Other Charts

On the top right of the Charts tab, you’ll see some sparkline charts – these show the actual spend (not the percentage) on each channel over the past 30 days.

The chart bottom left shows the % of spend as a stacked bar chart for each campaign

Here, for example, you can see that the ‘all products’ campaign is spending mostly on Shopping, whereas the bottom campaign is mostly Search.

Lastly the chart bottom right shows the actual spend on each channel (again, based on the assumptions above) so that you can see at a glance which campaigns are most important & deserving of your time.

Sometimes you’ll find a campaign spending mostly on Search isn’t spending much & so the insight isn’t very helpful. However in this case you can see that although the channel mix is very different for these 2 campaigns, the total spend is similar for both – both spending just under $3k a month.

Knowing this, helps you determine where to spend your time optimising the account.

Other useful information

There are many other tabs – but a key one to highlight is the ‘Asset Groups’ tab.

This shows the asset groups running in each campaign as well as the performance of each.

Funnily enough this is a report that Google themselves have now said they will make available in the near future (until that rolls out, this script is the only way we know of to see this level of detail).

The big caveat with this data!

The only main criticism we’ve heard in relation to the sheet & script is

Yes, but what can I DO with this data?

Because if you can’t take action – then why have the data, right?

And given the restrictions with pmax campaigns, at first glance there’s not much that you can do!

But you can make a change & monitor the result. What can you change?

Change your campaign budget – what happens to the mix of channel spend?

Change your target ROAS – again what happens next?

Change the targeting of your asset groups – do they get more or less impressions (use the AG Impr tab), do those impressions lead to revenue (AG Value tab)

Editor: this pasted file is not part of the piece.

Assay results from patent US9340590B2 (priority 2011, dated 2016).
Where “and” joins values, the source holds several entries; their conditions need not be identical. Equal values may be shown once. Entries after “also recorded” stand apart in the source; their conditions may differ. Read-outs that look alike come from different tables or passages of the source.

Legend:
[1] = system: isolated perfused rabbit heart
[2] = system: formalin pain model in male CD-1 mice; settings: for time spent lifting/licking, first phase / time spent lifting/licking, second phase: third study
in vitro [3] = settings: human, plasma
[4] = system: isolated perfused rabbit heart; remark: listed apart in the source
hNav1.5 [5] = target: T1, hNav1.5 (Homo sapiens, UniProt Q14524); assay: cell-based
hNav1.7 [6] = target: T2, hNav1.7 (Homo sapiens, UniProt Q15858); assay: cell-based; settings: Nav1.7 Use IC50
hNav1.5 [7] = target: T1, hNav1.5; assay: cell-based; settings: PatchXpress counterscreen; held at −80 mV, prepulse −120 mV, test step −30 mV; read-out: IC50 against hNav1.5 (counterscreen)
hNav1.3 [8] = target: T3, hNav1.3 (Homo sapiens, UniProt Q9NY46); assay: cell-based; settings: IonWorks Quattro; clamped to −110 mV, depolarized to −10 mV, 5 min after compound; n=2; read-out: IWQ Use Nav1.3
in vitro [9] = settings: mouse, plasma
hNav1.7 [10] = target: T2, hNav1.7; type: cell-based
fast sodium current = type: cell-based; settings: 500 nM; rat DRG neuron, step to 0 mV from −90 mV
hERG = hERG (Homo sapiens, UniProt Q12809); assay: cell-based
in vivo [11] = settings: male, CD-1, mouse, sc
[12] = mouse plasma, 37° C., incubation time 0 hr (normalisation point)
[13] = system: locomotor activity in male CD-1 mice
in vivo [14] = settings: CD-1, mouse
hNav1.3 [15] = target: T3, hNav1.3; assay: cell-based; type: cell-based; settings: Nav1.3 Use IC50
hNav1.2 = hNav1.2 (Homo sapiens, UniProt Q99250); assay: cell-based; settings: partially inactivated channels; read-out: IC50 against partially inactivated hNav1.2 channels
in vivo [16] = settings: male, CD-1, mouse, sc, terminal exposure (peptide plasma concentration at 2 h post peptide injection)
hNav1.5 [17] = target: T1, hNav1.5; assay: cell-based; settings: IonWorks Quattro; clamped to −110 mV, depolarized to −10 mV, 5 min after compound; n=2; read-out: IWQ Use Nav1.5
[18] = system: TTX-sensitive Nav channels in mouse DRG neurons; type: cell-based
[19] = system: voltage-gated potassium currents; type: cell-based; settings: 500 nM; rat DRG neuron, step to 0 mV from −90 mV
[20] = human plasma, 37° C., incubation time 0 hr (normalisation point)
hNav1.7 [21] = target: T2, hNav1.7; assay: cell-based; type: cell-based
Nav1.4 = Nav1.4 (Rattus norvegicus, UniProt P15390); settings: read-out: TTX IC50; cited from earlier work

Change the products in the Asset Groups – again does this help or hurt you?

Split your asset groups into more (or less) groups – how does that affect impressions?

Delete the auto-created videos, or replace them with decent videos with a strong CTA – does that change the % of spend on Video? Does it improve the ROAS for video (see the Campaigns tab).

Why only 30 days? Can we get more?

Most people are delighted with this additional data & transparency… but one other issue that occasionally comes up is why only 30 days?

The reason is two-fold.

One Google Sheets has finite capacity & pulling data for longer periods would use a lot more space & slow the sheet down.

Scripts too have a time limit to run & the longer the time period, the more likely scripts are to timeout.

Also, how helpful is it really to know what happened in your account 70 days ago? How actionable is that data.

Running a very large account?

Lastly you may get an error about the Sheet running out of space. We’ve heard from dozens of advertisers that run hundreds of campaigns across millions of products. If that’s you, then this sheet probably isn’t going to cut it. You’ll want to use Big Query for that level of data. 

We can help with that & set all this up for you in a way that can pull huge amounts of data & enable you to visualise them in Sheets or Looker Studio. Fees start at $10k for that, get in touch if you’re interested.

Now over to you

Now it’s your turn.

If you haven’t yet, go install the script from

Create your own version of the Sheet (we can’t see your data)

& start analyzing your account today.

Let us know what you find!